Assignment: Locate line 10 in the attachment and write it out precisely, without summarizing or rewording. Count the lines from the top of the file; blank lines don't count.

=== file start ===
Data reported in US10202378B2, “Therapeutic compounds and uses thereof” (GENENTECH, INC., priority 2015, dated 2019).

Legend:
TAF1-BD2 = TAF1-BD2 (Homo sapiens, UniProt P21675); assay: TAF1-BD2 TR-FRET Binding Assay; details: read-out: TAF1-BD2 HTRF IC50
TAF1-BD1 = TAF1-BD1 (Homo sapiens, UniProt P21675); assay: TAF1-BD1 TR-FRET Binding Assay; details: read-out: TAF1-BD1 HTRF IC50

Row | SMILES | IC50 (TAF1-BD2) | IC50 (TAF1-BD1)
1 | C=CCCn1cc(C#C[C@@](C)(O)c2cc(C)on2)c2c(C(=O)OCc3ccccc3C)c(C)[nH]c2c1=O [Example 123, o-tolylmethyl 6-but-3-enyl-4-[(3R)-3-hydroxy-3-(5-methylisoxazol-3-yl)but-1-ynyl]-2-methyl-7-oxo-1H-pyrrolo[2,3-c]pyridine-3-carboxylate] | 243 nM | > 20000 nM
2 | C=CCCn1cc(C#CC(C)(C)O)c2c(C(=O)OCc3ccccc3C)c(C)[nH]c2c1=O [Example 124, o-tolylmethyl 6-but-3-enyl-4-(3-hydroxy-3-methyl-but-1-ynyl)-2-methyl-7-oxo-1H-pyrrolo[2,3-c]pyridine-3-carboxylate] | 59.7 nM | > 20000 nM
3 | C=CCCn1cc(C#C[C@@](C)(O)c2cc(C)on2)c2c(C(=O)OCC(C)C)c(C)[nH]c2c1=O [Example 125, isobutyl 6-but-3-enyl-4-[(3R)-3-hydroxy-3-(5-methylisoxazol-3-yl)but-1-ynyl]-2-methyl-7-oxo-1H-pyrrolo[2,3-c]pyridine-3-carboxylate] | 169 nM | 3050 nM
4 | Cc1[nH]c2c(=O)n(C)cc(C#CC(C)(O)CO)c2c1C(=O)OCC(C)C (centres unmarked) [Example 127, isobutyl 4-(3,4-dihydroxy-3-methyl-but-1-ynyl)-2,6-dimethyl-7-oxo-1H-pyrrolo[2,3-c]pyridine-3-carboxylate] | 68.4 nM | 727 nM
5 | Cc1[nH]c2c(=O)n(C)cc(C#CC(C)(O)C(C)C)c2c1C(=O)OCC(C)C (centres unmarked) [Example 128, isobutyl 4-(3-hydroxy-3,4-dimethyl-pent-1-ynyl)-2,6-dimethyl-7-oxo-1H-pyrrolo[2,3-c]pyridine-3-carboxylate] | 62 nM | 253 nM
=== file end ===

5 | Cc1[nH]c2c(=O)n(C)cc(C#CC(C)(O)C(C)C)c2c1C(=O)OCC(C)C (centres unmarked) [Example 128, isobutyl 4-(3-hydroxy-3,4-dimethyl-pent-1-ynyl)-2,6-dimethyl-7-oxo-1H-pyrrolo[2,3-c]pyridine-3-carboxylate] | 62 nM | 253 nM